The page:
'The funeral of Shelley', Louis Edouard Fournier, 1889
Oil on canvas, 129.5 x 213.4cm
Percy Bysshe Shelley, the Romantic poet, drowned in 1822. His yacht was wrecked in a storm in the Gulf of Spezzia, Italy. His body was cremated and his remains later buried at the Protestant cemetery in Rome.
Fournier's painting shows the funeral pyre surrounded by three of the dead poet's closest friends. From left to right they are the author and adventurer Trelawny and Shelley’s fellow-poets Leigh Hunt and Byron. In Trelawny's own account of the event, 'Recollections of the Last Days of Shelley and Byron', he described the hot August day on which the funeral took place.
Fournier chose to ignore this aspect of the description. Instead he depicted the weather as grey and cold to accentuate the sombre and dramatic mood of the piece.
A poem inspired by this painting!
Joe Giess entered our 'Get Inspired...at the Walker' poetry competition and wrote this poem inspired by 'The funeral of Shelley'.
Ode to 'The funeral of Shelley'
A drop of smoke,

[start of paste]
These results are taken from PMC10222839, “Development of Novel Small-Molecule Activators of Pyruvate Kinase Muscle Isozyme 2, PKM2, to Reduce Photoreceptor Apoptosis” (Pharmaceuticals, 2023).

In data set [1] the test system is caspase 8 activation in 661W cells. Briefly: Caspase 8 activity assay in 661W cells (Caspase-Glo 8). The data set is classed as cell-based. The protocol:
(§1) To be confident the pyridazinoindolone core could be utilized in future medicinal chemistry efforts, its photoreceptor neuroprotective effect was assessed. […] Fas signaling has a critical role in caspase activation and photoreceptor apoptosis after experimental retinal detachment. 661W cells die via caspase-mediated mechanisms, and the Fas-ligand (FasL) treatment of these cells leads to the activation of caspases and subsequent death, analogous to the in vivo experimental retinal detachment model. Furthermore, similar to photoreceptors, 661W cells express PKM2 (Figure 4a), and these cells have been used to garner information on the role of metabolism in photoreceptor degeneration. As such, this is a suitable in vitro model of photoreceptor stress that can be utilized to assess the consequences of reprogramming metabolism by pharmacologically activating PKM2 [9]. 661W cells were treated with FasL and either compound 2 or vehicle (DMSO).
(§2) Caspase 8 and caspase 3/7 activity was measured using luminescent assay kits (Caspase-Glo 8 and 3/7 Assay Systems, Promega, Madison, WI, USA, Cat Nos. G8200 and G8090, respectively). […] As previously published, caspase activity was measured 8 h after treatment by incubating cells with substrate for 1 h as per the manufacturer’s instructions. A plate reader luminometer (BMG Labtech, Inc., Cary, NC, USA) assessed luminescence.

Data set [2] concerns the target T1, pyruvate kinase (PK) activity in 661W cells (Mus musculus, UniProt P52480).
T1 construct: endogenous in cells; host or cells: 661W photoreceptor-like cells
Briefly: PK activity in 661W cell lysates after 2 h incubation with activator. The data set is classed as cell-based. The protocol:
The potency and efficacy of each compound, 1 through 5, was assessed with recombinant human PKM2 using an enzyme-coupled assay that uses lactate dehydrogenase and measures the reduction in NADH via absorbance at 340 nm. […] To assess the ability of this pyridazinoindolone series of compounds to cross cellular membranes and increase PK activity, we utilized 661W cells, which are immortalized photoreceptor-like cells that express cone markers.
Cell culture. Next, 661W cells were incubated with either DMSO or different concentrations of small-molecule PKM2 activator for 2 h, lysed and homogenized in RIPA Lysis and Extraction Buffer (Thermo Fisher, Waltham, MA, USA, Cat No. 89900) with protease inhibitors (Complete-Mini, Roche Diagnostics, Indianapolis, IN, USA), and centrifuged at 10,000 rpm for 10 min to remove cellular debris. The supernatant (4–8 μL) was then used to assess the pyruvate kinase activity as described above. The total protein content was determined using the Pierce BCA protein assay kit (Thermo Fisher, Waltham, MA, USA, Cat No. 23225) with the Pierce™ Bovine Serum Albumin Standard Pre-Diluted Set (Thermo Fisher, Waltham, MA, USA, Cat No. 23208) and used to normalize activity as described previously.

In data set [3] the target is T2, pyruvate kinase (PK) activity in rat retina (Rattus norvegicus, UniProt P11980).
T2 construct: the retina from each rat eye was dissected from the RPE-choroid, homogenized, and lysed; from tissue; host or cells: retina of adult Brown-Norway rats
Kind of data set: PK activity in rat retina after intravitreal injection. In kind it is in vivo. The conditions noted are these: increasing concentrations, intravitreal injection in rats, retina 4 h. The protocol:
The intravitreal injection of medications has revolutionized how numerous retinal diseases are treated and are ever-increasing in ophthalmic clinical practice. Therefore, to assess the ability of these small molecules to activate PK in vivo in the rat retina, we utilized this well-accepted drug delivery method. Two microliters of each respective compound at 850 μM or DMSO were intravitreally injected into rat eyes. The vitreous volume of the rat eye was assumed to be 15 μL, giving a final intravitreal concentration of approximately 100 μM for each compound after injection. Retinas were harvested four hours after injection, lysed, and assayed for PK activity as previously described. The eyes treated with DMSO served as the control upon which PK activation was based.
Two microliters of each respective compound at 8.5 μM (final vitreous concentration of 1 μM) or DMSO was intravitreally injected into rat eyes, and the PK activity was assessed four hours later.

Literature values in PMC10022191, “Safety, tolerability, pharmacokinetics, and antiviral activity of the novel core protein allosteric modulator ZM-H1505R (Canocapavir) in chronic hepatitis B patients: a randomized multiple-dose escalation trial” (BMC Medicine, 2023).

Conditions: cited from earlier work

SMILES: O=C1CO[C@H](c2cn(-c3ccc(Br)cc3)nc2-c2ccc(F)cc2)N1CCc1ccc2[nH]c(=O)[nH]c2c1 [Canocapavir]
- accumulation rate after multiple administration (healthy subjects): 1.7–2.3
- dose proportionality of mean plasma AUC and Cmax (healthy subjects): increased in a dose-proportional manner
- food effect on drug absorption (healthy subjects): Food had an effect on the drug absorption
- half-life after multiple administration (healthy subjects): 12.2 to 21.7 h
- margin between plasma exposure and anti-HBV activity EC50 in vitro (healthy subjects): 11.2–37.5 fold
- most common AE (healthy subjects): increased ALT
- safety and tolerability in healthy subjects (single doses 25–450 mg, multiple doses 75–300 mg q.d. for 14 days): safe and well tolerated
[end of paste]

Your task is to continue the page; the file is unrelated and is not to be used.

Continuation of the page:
A soul departs
From these torched charred remains
With a burnt backbone
Of experience and wisdom,
Framed in one scene, life is shown
With a ribcage of fragility
Small fires burn long
For the human gods
Which darkly smoke pours from
And it has clouded all beauty
His tides have hit hard upon our coasts
And the sunken; still breathing
Will sigh, a deep bleak poisoned wind
Suffocation and wane
And as this sunken crowd gathers & throngs
Speechless, now wanton, waiting for your song
An infinite silence has fallen, it has deafened
All lives living, dying and waiting to be born.
I gaze, at each weighted brushstroke
Layers of pigmented memory,
Will forever be a muse upon
The dark moonlight mile,
And deep inside the burnt heavens,
Within all ash is honour,
And within the man was love,
Love; now lost,
And when I sleep upon the painted beaches
Of death and creation,
I wish art can immortalize me like this.
By Joe Giess